The Arizona Fall League’s marquee event was on Saturday night. The Fall Stars game, which isn’t quite an “All-Star” game – it’s more of a showcase of the top prospects in the league than a “who has performed the best” in the first few weeks. Tyler Stephenson was the Cincinnati Reds lone selection for the team. He announced his presence with authority in the top of the 4th inning with a solo home run to dead center field.

That would be the second, and final at-bat for Tyler Stephenson in the game. The catcher, if we add in the stats from Saturday night, is how hitting .400/.462/.657 through 10 games and 35 total at-bats. The 23-year-old has struck out just three times out in Arizona. It’s also come along with three walks, and he’s been hit by a pitch.

The catcher with tons of raw power waiting to come out of the bat hit it 411-feet. According to Emily Waldon of The Athletic, it had an exit velocity of 105 MPH. That would be the second longest home run of 2019 for Tyler Stephenson. In April he hit one 428-feet for Chattanooga. Only two other home runs he hit before Saturday night had gone at least 400 feet this season.

9 Responses

  1. MK

    Tyler looks to be ready to compete for a big league job. I was most impressed with how he has matured physically. He has really thickened up,through the butt and thighs, which many catchers do,but has maintained his defensive flexibility. That maturity will help generate more offensive power going forward. It allowed him the ability to give the low target and attempt to frame the low pitch but also come up and shift his feet quickly for a throw.

    I thought the comments of one of the interviewed pitchers about the electronic strike zone was interesting in that he prefers a human calling balls and strikes. One reason was that it eliminated the catchers framing skills

  2. Norwood Nate

    Not to take away from catcher’s who have developed the skill/ability to deceive human umpires to gain extra strikes for their team, but it’s sort of like players who flop in basketball to gain a charge call instead of a blocking foul. A pitch is either a strike or a ball. Basketball has tried to crack down on flopping. I’d like to see baseball do similarly and get rid of the need for pitch framing by going to a computerized strike zone.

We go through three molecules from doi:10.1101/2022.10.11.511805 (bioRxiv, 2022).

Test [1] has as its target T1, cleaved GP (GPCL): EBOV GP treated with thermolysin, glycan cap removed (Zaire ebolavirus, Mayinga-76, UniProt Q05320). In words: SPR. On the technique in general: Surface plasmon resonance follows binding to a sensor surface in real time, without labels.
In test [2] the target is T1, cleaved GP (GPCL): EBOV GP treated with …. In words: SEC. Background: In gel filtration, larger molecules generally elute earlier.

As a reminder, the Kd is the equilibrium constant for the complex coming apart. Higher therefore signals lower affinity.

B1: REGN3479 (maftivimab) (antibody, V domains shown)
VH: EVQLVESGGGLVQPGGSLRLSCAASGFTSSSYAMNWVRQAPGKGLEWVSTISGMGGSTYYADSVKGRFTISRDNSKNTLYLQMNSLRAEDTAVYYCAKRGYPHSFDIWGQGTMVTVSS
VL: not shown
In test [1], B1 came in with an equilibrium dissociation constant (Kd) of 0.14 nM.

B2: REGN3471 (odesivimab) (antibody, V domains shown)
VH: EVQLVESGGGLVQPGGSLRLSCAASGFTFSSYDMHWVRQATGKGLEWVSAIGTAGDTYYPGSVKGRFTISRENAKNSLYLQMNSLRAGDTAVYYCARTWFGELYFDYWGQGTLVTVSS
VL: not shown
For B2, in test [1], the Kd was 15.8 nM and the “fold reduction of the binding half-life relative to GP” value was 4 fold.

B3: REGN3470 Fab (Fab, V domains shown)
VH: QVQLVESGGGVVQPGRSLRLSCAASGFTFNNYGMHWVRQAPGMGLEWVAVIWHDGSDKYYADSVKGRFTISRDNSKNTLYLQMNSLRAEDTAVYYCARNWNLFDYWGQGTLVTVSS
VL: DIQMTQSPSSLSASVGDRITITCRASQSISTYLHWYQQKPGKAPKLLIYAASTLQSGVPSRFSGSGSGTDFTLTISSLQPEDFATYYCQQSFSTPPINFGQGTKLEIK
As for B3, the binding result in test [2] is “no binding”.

• Doc

      Agree whole heartedly. To me, pitch framing to get an actual ball called strike is cheating.

  3. DaveCT

    Given the potential for accuracy in electronic pitch calling, perhaps a feature could be the amount the catcher’s mitt moved once catching the ball. Return the skill to be remaining more quiet behind the plate. I’d guess, like current replay practice, we’d have a lot less arguing balls and strikes. The players and managers might have to create new ways to get thrown out, but the game must progress.
    Where have you gone Earl Weaver and Billy Martin?

  4. Jim t

    With Stephenson and Garcia taking nice steps forward this year I really can’t see the reds going out and spending money on a FA SS or Catcher. Both could be regulars in line up in 2021. If I’m them I look for a CF’er and move Senzel back to the dirt at 2B. I think that gives them best bang for the buck.

  5. doofus


    Do you see Stephenson capable of being a quality big league catcher? Is his overall defense good enough? Can he throw out runners well enough?

    Thank you!

    • Jim t

      Not Doug but Tyler was a first round selection who after overcoming some injuries early in his minor league career is progressing very well both offensively and defensively. I feel confident enough in his development to say that I wouldn’t be in a rush to sign a catcher to a big dollar multi year deal with him going to AAA this year and possibly being in the majors in 2021 or sooner.

      • Oldtimer

        Along the lines of Johnny Bench – late call-up in 1967, starting C in 1968.

        Stephenson is not another Bench. No one is. But late call-up in 2020 and starting C in 2021 is a definite possibility.

    • MK

      I sat directly behind Tyler, 2nd row, for a couple years in Dayton. Never understood the consternation over his defense. Other than Tucker he is the best defensive catcher who came through. The worst in Dayton who ended up getting to big leagues was Mesoraco who more closely resembled a basketball backboard than a catcher. Mitch Trees, who was released was by far the worst of the Dragons catchers. He picked up so many balls at the backstop that you could carry on a conversation with him.